A big hole in Tucson’s culinary landscape is now filled with the recent entry of Ricuras de Venezuela Arepas & More into the area’s burgeoning food truck scene.
On New Year’s Eve, Marlene and Steve Baquet became the first to exclusively serve Venezuelan food when they put the truck into action. They parked behind Hotel Congress and stayed there into the wee hours, having to turn customers away well after their anticipated 3 a.m. closing time, Marlene said.
“Believe me we had to say ‘OK bye.’ We had so many people keep coming,” said Marlene, who moved to Tucson 20 years ago with her mother from their native Venezuela to be close to her sister.
Ricuras de Venezuela is now a permanent weekend fixture downtown. From 10 p.m. to 3 a.m. Fridays and Saturdays, they serve fresh-made arepas ($6 to $7) stuffed with carne mechada — shredded beef — chicken and mashed vegetables, and savory empanadas stuffed with ground and shredded beef from their spot behind Hotel Congress, 311 E. Congress St.
The menu also includes K’chapas ($4) — think pancakes — filled with sweet corn and melty cheese, and the traditional banana leaf-wrapped Venezuelan tamales — called hallacas ($7).
The family operates the truck from 10 a.m. to 6 p.m. Tuesdays through Thursdays in front of their ABC Insurance office at 890 W. Grant Road, where the Baquets sell insurance and operate a tax preparation business. Marlene Baquet prepares the food at a south-side commissary in the mornings and has a staff operate the truck.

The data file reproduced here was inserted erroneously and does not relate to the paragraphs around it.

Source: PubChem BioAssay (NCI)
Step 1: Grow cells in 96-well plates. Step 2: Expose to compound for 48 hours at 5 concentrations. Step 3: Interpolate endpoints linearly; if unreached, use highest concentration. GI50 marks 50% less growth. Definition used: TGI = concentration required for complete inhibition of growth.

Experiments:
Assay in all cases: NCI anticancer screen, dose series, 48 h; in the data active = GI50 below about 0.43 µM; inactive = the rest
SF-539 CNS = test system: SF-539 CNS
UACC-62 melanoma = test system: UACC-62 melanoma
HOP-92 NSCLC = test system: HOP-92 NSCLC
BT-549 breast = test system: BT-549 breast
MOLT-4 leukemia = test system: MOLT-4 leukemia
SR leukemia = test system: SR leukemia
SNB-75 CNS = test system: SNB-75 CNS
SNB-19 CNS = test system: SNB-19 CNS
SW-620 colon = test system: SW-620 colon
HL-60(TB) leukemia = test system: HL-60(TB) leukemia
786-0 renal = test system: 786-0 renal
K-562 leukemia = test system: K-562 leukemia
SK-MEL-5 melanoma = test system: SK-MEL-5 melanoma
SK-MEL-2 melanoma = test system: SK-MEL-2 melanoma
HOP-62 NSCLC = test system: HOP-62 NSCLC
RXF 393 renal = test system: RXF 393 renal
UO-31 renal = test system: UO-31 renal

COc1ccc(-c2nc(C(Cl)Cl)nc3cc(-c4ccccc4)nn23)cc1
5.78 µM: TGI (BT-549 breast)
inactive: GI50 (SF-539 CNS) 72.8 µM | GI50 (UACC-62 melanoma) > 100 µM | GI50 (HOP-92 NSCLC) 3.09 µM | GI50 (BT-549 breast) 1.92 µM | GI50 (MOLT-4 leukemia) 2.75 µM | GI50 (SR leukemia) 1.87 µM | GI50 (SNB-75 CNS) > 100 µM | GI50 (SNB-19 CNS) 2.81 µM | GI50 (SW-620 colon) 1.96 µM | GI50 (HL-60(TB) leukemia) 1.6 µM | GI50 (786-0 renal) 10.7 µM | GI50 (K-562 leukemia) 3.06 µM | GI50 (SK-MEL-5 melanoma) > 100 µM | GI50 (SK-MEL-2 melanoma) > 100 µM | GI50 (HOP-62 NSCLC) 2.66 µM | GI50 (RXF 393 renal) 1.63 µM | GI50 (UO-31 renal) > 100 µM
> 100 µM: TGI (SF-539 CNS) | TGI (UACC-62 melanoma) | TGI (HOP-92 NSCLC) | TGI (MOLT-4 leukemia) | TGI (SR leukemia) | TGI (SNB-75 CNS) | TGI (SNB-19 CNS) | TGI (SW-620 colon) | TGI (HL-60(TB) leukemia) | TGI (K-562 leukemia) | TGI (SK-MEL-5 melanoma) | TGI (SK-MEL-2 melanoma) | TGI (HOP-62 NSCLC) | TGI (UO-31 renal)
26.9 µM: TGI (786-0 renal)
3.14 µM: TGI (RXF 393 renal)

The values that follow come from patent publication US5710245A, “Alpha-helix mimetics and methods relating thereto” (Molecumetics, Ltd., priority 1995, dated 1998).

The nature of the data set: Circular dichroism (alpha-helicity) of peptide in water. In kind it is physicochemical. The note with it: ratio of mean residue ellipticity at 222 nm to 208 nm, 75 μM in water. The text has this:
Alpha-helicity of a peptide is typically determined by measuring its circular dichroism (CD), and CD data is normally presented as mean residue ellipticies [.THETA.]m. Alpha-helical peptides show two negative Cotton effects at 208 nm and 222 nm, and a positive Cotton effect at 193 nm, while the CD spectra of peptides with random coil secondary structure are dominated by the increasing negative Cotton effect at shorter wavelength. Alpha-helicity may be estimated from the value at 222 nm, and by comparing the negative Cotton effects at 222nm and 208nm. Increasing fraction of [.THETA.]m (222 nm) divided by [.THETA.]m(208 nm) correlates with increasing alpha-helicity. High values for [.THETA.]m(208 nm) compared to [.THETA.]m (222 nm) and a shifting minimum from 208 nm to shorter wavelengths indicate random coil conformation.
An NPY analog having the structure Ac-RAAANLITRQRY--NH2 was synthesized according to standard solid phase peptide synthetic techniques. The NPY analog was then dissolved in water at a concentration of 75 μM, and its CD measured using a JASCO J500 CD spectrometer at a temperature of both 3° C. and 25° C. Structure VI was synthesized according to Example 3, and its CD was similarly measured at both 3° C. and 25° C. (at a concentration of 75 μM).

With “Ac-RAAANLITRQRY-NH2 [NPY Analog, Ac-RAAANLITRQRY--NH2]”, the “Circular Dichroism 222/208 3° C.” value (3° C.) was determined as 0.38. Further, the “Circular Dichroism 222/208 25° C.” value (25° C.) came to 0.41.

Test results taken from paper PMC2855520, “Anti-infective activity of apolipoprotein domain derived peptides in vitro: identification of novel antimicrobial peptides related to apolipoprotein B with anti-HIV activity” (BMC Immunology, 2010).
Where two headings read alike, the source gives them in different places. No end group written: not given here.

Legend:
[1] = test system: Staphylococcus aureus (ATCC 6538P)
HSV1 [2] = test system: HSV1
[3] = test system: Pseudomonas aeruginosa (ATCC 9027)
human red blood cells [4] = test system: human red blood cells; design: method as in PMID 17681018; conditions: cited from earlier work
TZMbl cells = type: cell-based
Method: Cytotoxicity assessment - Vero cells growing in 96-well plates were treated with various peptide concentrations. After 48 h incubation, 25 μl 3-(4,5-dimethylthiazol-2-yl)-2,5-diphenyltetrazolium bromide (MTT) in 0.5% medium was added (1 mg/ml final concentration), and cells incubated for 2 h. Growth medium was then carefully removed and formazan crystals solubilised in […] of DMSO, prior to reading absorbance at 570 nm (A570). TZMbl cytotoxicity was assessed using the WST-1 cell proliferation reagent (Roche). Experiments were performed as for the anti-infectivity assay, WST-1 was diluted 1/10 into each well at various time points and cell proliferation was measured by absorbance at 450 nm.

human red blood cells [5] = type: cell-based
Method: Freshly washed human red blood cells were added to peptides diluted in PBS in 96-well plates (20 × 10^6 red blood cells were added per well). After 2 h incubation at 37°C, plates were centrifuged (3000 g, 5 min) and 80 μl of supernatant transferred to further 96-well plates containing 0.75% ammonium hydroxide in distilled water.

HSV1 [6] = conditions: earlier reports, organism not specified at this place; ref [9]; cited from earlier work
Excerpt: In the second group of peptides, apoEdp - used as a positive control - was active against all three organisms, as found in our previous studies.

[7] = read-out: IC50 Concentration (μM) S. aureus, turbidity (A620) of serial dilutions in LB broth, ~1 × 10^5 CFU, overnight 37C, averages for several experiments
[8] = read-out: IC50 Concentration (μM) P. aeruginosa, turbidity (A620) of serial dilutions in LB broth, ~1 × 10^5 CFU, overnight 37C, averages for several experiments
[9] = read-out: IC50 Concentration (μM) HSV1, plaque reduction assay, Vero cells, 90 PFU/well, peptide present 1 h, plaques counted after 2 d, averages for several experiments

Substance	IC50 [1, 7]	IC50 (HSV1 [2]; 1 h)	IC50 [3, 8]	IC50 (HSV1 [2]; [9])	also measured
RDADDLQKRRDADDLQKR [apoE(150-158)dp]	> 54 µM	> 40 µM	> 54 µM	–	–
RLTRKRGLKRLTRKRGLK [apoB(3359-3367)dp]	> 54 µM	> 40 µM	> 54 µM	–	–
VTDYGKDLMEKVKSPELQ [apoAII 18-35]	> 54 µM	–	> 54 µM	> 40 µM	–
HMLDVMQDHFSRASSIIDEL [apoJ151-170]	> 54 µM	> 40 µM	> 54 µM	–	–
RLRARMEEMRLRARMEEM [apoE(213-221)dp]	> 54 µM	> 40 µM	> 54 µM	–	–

In the six weeks since rolling out, the family business has taken off in ways that Marlene Baquet said was almost inconceivable when they started. The carne machada has become their most popular seller.
“When we started we were going through 15 pounds a week; now we are at 70 pounds,” she said.
Steve Baquet said the couple searched nearly a year before finding the food truck in Sinaloa, Mexico. The idea for a food truck was inspired by Marlene’s mother, who died last May.
“My mom wanted to have a food truck. She said we needed to sell arepas, a flat bread. But I was taking care of my business and other stuff. So I was like, ‘OK , we’ll do it. We’ll do it’,” she said, noting that she uses her mother’s recipes. After her mother died, “I felt like I owed it to her.”
The Baquets have a lock on the Venezuelan food market in Tucson. There are no other restaurants here devoted to the cuisine.